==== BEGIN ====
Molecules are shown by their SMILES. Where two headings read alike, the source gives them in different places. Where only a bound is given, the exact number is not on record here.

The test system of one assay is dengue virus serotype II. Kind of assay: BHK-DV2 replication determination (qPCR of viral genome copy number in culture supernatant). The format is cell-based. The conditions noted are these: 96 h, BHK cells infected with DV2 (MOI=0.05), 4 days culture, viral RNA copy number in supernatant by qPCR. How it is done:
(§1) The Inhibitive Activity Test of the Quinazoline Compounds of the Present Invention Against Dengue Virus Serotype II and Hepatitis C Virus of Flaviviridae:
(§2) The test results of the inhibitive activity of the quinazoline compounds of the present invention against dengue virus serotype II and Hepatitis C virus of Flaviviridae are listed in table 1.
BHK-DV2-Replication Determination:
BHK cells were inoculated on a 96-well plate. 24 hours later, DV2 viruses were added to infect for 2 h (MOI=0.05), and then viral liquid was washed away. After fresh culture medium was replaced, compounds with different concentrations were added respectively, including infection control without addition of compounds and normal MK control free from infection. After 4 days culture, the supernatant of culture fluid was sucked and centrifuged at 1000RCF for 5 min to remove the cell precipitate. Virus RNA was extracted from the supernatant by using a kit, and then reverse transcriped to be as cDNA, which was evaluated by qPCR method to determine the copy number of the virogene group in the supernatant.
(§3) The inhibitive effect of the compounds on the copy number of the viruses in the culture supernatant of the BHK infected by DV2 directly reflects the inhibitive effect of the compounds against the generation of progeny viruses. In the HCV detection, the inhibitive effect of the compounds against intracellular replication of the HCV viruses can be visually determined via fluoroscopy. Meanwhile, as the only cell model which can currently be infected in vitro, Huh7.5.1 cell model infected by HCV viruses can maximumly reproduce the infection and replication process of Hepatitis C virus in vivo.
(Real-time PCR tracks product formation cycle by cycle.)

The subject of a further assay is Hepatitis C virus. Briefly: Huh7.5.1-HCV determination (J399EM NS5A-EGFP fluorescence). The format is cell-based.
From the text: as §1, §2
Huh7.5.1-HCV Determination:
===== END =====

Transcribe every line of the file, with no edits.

Molecules are shown by their SMILES. Where two headings read alike, the source gives them in different places. Where only a bound is given, the exact number is not on record here.

The test system of one assay is dengue virus serotype II. Kind of assay: BHK-DV2 replication determination (qPCR of viral genome copy number in culture supernatant). The format is cell-based. The conditions noted are these: 96 h, BHK cells infected with DV2 (MOI=0.05), 4 days culture, viral RNA copy number in supernatant by qPCR. How it is done:
(§1) The Inhibitive Activity Test of the Quinazoline Compounds of the Present Invention Against Dengue Virus Serotype II and Hepatitis C Virus of Flaviviridae:
(§2) The test results of the inhibitive activity of the quinazoline compounds of the present invention against dengue virus serotype II and Hepatitis C virus of Flaviviridae are listed in table 1.
BHK-DV2-Replication Determination:
BHK cells were inoculated on a 96-well plate. 24 hours later, DV2 viruses were added to infect for 2 h (MOI=0.05), and then viral liquid was washed away. After fresh culture medium was replaced, compounds with different concentrations were added respectively, including infection control without addition of compounds and normal MK control free from infection. After 4 days culture, the supernatant of culture fluid was sucked and centrifuged at 1000RCF for 5 min to remove the cell precipitate. Virus RNA was extracted from the supernatant by using a kit, and then reverse transcriped to be as cDNA, which was evaluated by qPCR method to determine the copy number of the virogene group in the supernatant.
(§3) The inhibitive effect of the compounds on the copy number of the viruses in the culture supernatant of the BHK infected by DV2 directly reflects the inhibitive effect of the compounds against the generation of progeny viruses. In the HCV detection, the inhibitive effect of the compounds against intracellular replication of the HCV viruses can be visually determined via fluoroscopy. Meanwhile, as the only cell model which can currently be infected in vitro, Huh7.5.1 cell model infected by HCV viruses can maximumly reproduce the infection and replication process of Hepatitis C virus in vivo.
(Real-time PCR tracks product formation cycle by cycle.)

The subject of a further assay is Hepatitis C virus. Briefly: Huh7.5.1-HCV determination (J399EM NS5A-EGFP fluorescence). The format is cell-based.
From the text: as §1, §2
Huh7.5.1-HCV Determination: